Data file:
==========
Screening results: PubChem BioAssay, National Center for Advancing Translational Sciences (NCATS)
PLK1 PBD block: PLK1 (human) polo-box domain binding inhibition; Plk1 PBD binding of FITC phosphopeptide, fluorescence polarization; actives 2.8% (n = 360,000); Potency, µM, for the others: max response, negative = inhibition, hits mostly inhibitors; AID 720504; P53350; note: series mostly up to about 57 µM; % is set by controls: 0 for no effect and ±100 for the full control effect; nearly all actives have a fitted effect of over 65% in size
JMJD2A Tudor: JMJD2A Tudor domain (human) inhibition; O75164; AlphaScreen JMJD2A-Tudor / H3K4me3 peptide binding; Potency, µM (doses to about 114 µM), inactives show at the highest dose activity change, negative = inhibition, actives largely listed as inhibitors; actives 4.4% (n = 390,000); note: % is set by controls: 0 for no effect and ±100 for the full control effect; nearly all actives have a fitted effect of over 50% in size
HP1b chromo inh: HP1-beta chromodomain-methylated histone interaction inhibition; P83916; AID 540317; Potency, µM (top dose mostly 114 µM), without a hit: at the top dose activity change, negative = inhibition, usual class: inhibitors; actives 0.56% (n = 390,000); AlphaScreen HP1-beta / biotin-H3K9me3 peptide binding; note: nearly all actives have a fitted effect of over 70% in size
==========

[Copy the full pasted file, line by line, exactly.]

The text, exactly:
Screening results: PubChem BioAssay, National Center for Advancing Translational Sciences (NCATS)
PLK1 PBD block: PLK1 (human) polo-box domain binding inhibition; Plk1 PBD binding of FITC phosphopeptide, fluorescence polarization; actives 2.8% (n = 360,000); Potency, µM, for the others: max response, negative = inhibition, hits mostly inhibitors; AID 720504; P53350; note: series mostly up to about 57 µM; % is set by controls: 0 for no effect and ±100 for the full control effect; nearly all actives have a fitted effect of over 65% in size
JMJD2A Tudor: JMJD2A Tudor domain (human) inhibition; O75164; AlphaScreen JMJD2A-Tudor / H3K4me3 peptide binding; Potency, µM (doses to about 114 µM), inactives show at the highest dose activity change, negative = inhibition, actives largely listed as inhibitors; actives 4.4% (n = 390,000); note: % is set by controls: 0 for no effect and ±100 for the full control effect; nearly all actives have a fitted effect of over 50% in size
HP1b chromo inh: HP1-beta chromodomain-methylated histone interaction inhibition; P83916; AID 540317; Potency, µM (top dose mostly 114 µM), without a hit: at the top dose activity change, negative = inhibition, usual class: inhibitors; actives 0.56% (n = 390,000); AlphaScreen HP1-beta / biotin-H3K9me3 peptide binding; note: nearly all actives have a fitted effect of over 70% in size